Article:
If the strength of a profession lies in the ability to stop, reflect, and collaborate then the Junior Leader Solarium is just what the doctor ordered. The event pushed participants to “think about what kind of leader you are to your left and right as well as up and down.” Day one focused on leadership among your peers, day two centered on thinking like a strategic leader and day three aimed to empower subordinates from a talent management perspective. By design, the participants also had the opportunity to listen to general session panels and speakers. Holding the Solarium in conjunction with the greater LANPAC Conference, and later, the AUSA Annual Meeting, allows participants to witness strategic level thinking in their theatre and beyond.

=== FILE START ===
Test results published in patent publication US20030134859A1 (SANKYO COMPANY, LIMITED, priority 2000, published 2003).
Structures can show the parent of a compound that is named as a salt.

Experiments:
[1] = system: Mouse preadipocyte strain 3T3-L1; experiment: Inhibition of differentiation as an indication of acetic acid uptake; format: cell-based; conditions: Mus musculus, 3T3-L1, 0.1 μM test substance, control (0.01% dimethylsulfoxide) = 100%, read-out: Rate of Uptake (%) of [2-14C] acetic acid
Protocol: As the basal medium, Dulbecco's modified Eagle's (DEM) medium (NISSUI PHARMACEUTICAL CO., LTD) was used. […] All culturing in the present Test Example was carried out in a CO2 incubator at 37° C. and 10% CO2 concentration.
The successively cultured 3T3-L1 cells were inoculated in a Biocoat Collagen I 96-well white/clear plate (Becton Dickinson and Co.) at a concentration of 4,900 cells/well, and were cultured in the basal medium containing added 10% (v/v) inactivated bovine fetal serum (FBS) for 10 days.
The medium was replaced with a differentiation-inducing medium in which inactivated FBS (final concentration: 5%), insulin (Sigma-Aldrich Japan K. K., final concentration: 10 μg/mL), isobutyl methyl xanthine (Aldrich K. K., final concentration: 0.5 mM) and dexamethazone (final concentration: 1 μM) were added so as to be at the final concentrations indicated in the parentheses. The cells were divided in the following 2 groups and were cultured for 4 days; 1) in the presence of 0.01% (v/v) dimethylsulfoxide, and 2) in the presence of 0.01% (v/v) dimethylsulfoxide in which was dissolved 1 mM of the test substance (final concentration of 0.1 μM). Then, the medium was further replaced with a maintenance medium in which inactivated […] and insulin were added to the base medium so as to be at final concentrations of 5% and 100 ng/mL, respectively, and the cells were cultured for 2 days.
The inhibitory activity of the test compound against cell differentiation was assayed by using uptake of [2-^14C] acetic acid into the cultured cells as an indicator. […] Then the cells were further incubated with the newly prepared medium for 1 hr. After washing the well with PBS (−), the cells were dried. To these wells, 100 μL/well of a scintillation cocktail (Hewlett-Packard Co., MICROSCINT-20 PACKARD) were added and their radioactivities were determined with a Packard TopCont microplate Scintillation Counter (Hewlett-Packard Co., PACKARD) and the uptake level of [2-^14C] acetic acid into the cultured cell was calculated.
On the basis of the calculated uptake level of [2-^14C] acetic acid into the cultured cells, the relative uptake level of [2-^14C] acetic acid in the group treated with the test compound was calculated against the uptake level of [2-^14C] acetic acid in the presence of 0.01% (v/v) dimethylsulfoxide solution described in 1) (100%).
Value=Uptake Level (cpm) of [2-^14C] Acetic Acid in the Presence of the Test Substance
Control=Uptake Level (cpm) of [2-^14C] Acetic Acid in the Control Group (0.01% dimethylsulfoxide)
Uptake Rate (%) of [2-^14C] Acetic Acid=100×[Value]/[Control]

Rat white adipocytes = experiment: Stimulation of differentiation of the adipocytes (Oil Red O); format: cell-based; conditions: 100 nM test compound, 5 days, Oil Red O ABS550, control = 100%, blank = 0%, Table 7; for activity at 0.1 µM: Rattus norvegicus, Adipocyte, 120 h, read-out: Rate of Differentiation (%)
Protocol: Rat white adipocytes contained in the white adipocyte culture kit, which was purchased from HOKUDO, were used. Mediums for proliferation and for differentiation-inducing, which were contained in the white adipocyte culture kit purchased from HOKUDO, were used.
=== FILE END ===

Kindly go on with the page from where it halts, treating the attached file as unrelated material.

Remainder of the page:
After beginning their first day in general session presentations, the leaders completed a Trust Building Exercise. The overarching question: What do you do if you find out there is cheating in your unit? The exercise was complicated with interpersonal and professional relationships, and unit chemistry all at risk. The scenario sought to tackle the challenge of destructive competitiveness within our Army: the need to win so desperately that we place our Army values in jeopardy.